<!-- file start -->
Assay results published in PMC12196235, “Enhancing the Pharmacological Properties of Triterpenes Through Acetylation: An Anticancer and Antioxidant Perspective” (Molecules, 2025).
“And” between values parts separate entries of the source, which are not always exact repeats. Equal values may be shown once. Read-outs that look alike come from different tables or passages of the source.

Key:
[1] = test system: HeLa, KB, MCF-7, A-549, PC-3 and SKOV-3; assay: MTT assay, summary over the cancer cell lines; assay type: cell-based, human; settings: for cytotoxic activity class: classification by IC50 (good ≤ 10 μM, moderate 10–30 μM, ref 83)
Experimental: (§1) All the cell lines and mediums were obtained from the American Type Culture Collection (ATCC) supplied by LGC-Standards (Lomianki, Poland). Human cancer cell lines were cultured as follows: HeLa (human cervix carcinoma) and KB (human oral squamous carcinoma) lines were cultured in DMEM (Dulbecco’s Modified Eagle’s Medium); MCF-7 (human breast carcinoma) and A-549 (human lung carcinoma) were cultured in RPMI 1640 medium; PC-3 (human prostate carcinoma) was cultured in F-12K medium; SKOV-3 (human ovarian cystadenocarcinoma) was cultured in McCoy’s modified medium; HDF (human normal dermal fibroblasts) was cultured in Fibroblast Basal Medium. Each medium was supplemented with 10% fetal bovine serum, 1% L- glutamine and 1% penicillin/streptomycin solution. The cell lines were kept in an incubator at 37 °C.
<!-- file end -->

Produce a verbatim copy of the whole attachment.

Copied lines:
Assay results published in PMC12196235, “Enhancing the Pharmacological Properties of Triterpenes Through Acetylation: An Anticancer and Antioxidant Perspective” (Molecules, 2025).
“And” between values parts separate entries of the source, which are not always exact repeats. Equal values may be shown once. Read-outs that look alike come from different tables or passages of the source.

Key:
[1] = test system: HeLa, KB, MCF-7, A-549, PC-3 and SKOV-3; assay: MTT assay, summary over the cancer cell lines; assay type: cell-based, human; settings: for cytotoxic activity class: classification by IC50 (good ≤ 10 μM, moderate 10–30 μM, ref 83)
Experimental: (§1) All the cell lines and mediums were obtained from the American Type Culture Collection (ATCC) supplied by LGC-Standards (Lomianki, Poland). Human cancer cell lines were cultured as follows: HeLa (human cervix carcinoma) and KB (human oral squamous carcinoma) lines were cultured in DMEM (Dulbecco’s Modified Eagle’s Medium); MCF-7 (human breast carcinoma) and A-549 (human lung carcinoma) were cultured in RPMI 1640 medium; PC-3 (human prostate carcinoma) was cultured in F-12K medium; SKOV-3 (human ovarian cystadenocarcinoma) was cultured in McCoy’s modified medium; HDF (human normal dermal fibroblasts) was cultured in Fibroblast Basal Medium. Each medium was supplemented with 10% fetal bovine serum, 1% L- glutamine and 1% penicillin/streptomycin solution. The cell lines were kept in an incubator at 37 °C.